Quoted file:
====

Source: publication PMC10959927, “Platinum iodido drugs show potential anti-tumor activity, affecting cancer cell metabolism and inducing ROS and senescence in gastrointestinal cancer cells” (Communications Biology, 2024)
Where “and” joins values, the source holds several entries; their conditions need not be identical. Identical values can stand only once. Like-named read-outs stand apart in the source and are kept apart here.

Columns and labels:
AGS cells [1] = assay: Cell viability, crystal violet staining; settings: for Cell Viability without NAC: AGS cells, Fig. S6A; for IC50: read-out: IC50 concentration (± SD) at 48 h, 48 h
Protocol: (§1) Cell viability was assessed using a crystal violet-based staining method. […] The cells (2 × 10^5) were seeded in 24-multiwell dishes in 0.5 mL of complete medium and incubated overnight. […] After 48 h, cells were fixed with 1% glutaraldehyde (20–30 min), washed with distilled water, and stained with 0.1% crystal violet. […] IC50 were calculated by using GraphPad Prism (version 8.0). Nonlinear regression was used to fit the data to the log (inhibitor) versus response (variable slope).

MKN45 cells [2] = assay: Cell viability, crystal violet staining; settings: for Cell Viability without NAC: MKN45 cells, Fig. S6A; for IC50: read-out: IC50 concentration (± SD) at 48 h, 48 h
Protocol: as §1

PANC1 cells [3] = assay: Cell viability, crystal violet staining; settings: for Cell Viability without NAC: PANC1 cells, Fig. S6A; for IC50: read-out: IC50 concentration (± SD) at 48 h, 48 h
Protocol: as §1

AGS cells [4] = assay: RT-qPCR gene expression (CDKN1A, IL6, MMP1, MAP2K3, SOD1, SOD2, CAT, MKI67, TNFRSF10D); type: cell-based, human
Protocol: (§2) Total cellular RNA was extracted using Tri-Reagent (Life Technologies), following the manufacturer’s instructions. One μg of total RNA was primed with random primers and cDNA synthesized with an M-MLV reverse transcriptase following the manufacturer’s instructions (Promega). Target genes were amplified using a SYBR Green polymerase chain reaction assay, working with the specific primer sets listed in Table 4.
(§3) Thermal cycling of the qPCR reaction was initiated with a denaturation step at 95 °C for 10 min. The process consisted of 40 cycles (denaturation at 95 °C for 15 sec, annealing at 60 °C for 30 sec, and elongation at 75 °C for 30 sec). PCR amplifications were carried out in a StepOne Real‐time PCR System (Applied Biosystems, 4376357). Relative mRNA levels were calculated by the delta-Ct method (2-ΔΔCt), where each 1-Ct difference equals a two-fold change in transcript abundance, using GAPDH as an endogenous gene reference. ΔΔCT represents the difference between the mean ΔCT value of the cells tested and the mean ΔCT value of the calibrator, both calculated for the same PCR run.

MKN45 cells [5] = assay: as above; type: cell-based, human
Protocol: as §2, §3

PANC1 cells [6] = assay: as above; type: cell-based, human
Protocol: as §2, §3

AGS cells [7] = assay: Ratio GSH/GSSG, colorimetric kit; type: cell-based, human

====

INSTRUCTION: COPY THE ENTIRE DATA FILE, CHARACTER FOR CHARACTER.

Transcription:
Source: publication PMC10959927, “Platinum iodido drugs show potential anti-tumor activity, affecting cancer cell metabolism and inducing ROS and senescence in gastrointestinal cancer cells” (Communications Biology, 2024)
Where “and” joins values, the source holds several entries; their conditions need not be identical. Identical values can stand only once. Like-named read-outs stand apart in the source and are kept apart here.

Columns and labels:
AGS cells [1] = assay: Cell viability, crystal violet staining; settings: for Cell Viability without NAC: AGS cells, Fig. S6A; for IC50: read-out: IC50 concentration (± SD) at 48 h, 48 h
Protocol: (§1) Cell viability was assessed using a crystal violet-based staining method. […] The cells (2 × 10^5) were seeded in 24-multiwell dishes in 0.5 mL of complete medium and incubated overnight. […] After 48 h, cells were fixed with 1% glutaraldehyde (20–30 min), washed with distilled water, and stained with 0.1% crystal violet. […] IC50 were calculated by using GraphPad Prism (version 8.0). Nonlinear regression was used to fit the data to the log (inhibitor) versus response (variable slope).

MKN45 cells [2] = assay: Cell viability, crystal violet staining; settings: for Cell Viability without NAC: MKN45 cells, Fig. S6A; for IC50: read-out: IC50 concentration (± SD) at 48 h, 48 h
Protocol: as §1

PANC1 cells [3] = assay: Cell viability, crystal violet staining; settings: for Cell Viability without NAC: PANC1 cells, Fig. S6A; for IC50: read-out: IC50 concentration (± SD) at 48 h, 48 h
Protocol: as §1

AGS cells [4] = assay: RT-qPCR gene expression (CDKN1A, IL6, MMP1, MAP2K3, SOD1, SOD2, CAT, MKI67, TNFRSF10D); type: cell-based, human
Protocol: (§2) Total cellular RNA was extracted using Tri-Reagent (Life Technologies), following the manufacturer’s instructions. One μg of total RNA was primed with random primers and cDNA synthesized with an M-MLV reverse transcriptase following the manufacturer’s instructions (Promega). Target genes were amplified using a SYBR Green polymerase chain reaction assay, working with the specific primer sets listed in Table 4.
(§3) Thermal cycling of the qPCR reaction was initiated with a denaturation step at 95 °C for 10 min. The process consisted of 40 cycles (denaturation at 95 °C for 15 sec, annealing at 60 °C for 30 sec, and elongation at 75 °C for 30 sec). PCR amplifications were carried out in a StepOne Real‐time PCR System (Applied Biosystems, 4376357). Relative mRNA levels were calculated by the delta-Ct method (2-ΔΔCt), where each 1-Ct difference equals a two-fold change in transcript abundance, using GAPDH as an endogenous gene reference. ΔΔCT represents the difference between the mean ΔCT value of the cells tested and the mean ΔCT value of the calibrator, both calculated for the same PCR run.

MKN45 cells [5] = assay: as above; type: cell-based, human
Protocol: as §2, §3

PANC1 cells [6] = assay: as above; type: cell-based, human
Protocol: as §2, §3

AGS cells [7] = assay: Ratio GSH/GSSG, colorimetric kit; type: cell-based, human